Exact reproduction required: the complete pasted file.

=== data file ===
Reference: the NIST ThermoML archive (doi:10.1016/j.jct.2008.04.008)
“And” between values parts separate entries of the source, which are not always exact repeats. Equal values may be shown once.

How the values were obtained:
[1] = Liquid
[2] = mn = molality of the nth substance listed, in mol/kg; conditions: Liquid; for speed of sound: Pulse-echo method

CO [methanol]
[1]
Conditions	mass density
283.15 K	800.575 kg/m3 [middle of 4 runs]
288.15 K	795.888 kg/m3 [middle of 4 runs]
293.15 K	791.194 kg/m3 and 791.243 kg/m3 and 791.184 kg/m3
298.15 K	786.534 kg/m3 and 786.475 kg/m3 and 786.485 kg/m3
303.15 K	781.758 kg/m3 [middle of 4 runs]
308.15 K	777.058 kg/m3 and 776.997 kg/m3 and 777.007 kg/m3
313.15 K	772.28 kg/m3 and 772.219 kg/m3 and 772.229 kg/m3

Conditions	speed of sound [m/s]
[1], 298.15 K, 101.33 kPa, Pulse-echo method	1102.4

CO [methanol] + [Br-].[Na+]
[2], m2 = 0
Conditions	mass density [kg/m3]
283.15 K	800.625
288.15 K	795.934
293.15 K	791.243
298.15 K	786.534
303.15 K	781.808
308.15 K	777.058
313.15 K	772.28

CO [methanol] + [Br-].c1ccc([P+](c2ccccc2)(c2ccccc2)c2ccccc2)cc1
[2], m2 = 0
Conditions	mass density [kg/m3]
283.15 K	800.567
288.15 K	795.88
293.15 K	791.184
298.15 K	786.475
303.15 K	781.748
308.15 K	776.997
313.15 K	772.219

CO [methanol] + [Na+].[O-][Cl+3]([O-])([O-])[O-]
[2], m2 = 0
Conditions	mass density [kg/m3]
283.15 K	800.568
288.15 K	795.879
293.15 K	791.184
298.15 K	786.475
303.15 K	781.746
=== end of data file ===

Reference: the NIST ThermoML archive (doi:10.1016/j.jct.2008.04.008)
“And” between values parts separate entries of the source, which are not always exact repeats. Equal values may be shown once.

How the values were obtained:
[1] = Liquid
[2] = mn = molality of the nth substance listed, in mol/kg; conditions: Liquid; for speed of sound: Pulse-echo method

CO [methanol]
[1]
Conditions	mass density
283.15 K	800.575 kg/m3 [middle of 4 runs]
288.15 K	795.888 kg/m3 [middle of 4 runs]
293.15 K	791.194 kg/m3 and 791.243 kg/m3 and 791.184 kg/m3
298.15 K	786.534 kg/m3 and 786.475 kg/m3 and 786.485 kg/m3
303.15 K	781.758 kg/m3 [middle of 4 runs]
308.15 K	777.058 kg/m3 and 776.997 kg/m3 and 777.007 kg/m3
313.15 K	772.28 kg/m3 and 772.219 kg/m3 and 772.229 kg/m3

Conditions	speed of sound [m/s]
[1], 298.15 K, 101.33 kPa, Pulse-echo method	1102.4

CO [methanol] + [Br-].[Na+]
[2], m2 = 0
Conditions	mass density [kg/m3]
283.15 K	800.625
288.15 K	795.934
293.15 K	791.243
298.15 K	786.534
303.15 K	781.808
308.15 K	777.058
313.15 K	772.28

CO [methanol] + [Br-].c1ccc([P+](c2ccccc2)(c2ccccc2)c2ccccc2)cc1
[2], m2 = 0
Conditions	mass density [kg/m3]
283.15 K	800.567
288.15 K	795.88
293.15 K	791.184
298.15 K	786.475
303.15 K	781.748
308.15 K	776.997
313.15 K	772.219

CO [methanol] + [Na+].[O-][Cl+3]([O-])([O-])[O-]
[2], m2 = 0
Conditions	mass density [kg/m3]
283.15 K	800.568
288.15 K	795.879
293.15 K	791.184
298.15 K	786.475
303.15 K	781.746